気まぐれのフレーズ Phrase #11

themattenblog:

試してみないと分からない。ためしてみないとわからない。

Tameshite minai to wakaranai.

If you don’t try, you won’t know.

*この場合、「知らない」を言っては不自然だから、気をつけるんです。

*Be careful not to say “shiranai”, because it’s incorrect in this case.

JLPT Blues

boomslovingthealien:

In Search of Grammar

When I was studying for the JLPT, I made this blog. I started rereading it, and I realized how much fun I had while writing it. The basic premise is to find a grammatical form in Japanese pop culture that also exists in Japanese Language Proficiency Test and explain it. It helped me remember, and I got to study and talk about the things I loved, from little-known mangas like Daa! Daa! Daa! to my favorite Mongol800 songs.

I had a lot of fun making it, and I think it’s time to go back.

Anonymous asked:

hi, so I don't really know how to word this, but 'kasa' is umbrella, right? so why does in some sentences it changes to 'gasa'? is there some rule about this?

julieyumi:

Hm, I guess you can call it a rule.

So, in hiragana/katakana, there are certain characters that change their pronunciation when you add tenten (“):

  • か ka —> が ga
  • さ sa —> ざ za
  • た ta —> だ da
  • は ha —> ば ba

(If you add a maru (○) to ha, it also becomes pa, but that’s beside the point for now.)

Now if you add another word to the beginning of words that begin with either k, s, t, or h, then that second word changes to the tenten form:

  • E.G.,  sora = sky
    sora starts with an s, so if you add:
    yuki = snow, then
    so —> zo:
    (yuki) snowy (sora) sky = yukizora
  • E.G.2, hi = fire
    hi starts with an h, so if you add:
    hana = flower, then
    hi —> bi:
    fireworks (flower fire) = hanabi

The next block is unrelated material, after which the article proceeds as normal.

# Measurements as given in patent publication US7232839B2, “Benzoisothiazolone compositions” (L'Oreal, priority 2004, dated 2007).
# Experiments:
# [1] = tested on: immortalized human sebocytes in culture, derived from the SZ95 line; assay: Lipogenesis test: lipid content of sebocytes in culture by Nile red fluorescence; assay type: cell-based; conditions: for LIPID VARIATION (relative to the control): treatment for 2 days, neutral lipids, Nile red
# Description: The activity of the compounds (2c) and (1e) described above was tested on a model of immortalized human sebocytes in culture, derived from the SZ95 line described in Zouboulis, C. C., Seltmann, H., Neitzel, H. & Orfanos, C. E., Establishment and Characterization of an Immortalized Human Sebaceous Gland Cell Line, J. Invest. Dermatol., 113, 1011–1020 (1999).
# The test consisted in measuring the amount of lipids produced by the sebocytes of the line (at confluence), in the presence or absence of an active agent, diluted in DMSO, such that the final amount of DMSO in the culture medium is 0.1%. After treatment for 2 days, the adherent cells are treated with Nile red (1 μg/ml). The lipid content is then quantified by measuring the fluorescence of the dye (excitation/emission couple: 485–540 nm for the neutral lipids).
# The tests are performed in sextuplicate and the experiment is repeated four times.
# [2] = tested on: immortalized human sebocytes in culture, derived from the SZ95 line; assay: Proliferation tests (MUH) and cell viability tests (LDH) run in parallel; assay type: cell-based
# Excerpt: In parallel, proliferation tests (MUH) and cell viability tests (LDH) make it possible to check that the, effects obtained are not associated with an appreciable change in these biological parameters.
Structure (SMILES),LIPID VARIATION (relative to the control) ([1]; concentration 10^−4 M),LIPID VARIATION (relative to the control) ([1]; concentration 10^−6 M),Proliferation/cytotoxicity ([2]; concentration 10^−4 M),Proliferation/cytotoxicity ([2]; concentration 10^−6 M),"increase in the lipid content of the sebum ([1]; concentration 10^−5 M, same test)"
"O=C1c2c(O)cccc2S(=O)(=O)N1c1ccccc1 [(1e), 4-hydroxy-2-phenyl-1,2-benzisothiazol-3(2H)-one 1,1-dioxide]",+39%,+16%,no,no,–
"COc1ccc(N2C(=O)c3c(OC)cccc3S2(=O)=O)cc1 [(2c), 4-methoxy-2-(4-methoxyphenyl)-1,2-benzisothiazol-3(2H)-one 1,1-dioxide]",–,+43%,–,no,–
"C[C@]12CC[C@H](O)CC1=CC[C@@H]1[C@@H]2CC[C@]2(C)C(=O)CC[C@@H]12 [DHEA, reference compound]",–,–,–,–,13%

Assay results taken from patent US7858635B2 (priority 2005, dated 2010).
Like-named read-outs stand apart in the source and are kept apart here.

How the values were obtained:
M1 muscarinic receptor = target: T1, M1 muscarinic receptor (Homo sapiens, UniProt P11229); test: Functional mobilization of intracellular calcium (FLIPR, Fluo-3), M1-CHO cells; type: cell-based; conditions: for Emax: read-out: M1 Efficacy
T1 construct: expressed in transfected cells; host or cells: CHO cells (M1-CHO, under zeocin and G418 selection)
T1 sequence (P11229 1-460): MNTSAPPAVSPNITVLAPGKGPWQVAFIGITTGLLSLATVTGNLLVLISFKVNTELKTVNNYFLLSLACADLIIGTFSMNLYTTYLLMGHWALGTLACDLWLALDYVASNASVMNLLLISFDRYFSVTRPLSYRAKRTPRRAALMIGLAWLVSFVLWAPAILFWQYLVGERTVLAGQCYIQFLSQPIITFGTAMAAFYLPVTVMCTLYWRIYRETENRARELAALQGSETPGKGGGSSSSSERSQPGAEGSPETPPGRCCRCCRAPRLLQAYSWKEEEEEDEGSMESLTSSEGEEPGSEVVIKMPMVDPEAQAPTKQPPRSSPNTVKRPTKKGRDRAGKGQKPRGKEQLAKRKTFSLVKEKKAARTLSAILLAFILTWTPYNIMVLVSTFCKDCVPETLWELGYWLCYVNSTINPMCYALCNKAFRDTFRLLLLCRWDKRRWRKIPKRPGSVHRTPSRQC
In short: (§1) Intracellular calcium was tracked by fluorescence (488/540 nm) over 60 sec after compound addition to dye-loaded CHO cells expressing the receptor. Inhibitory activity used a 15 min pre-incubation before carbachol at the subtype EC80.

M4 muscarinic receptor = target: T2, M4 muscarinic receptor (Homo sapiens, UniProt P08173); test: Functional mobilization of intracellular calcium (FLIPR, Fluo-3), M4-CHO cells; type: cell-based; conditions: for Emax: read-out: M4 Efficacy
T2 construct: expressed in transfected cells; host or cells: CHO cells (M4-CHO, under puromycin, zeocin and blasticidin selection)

I hope that made sense ^^;; 

thenanorain asked:

I've just started taking a Japanese class, and my textbook has been confusing me. A page in the book explains the different romanization, and it says the book uses an adaptation of shin-kunrei-shiki. It says that in the end shin-kunrei-shiki is better for learning Japanese than the Hepburn way (which I am most familiar with.) The book seems a little outdated, but I was wondering if this is really the case? Also, thanks for the badge and candy from the giveaway!

You’re welcome for the giveaway prizes :)

With regards to romanization- there are several systems, two of which you’ve mentioned. Typically they all look fairly similar, the most obvious difference being whether つ is written ‘tu’ or ‘tsu’ (tsu is more standard). Hepburn is the most widely used, but it’s true that in Japan, when you do see things romanized (place names and such) sometimes they follow different systems.

This is NOT a point to bother getting hung up about at all. Only someone at Master’s level or higher studying some super niche subject to do with romanization of Asian languages would need to worry about it.

My advice to you is to dispense with romanization as soon as humanly possible. Learn the kana (hiragana AND katakana, you need both) and understand this: Japanese isn’t English! It has it’s own set of sounds! You need to train your mouth to make a few new sounds you’ve never made before! (Also it’s really not that difficult at all, so don’t worry). The Japanese sounds can’t effectively be written in English because those sounds don’t exist in English.

BUT, through the wonders of youtube and apps/websites like Dr. Moku (which I highly recommend) you can learn hiragana and katakana from a native speaker and get super natural pronunciation in very little time at all. Forget about people trying to shoehorn Japanese into English phonics, it doesn’t work, is likely to leave you with a terrible accent on your Japanese and frankly smacks of an we can say anything-in-English-we-don’t-need-to-use-your-silly-squiggly-foreign-language imperialistic attitude to me. You can do with out it, so just concentrate on the kana and you’ll find it helps your reading, writing, pronunciation and progress speed, even though i Good luck!t is slower for the first week or two :)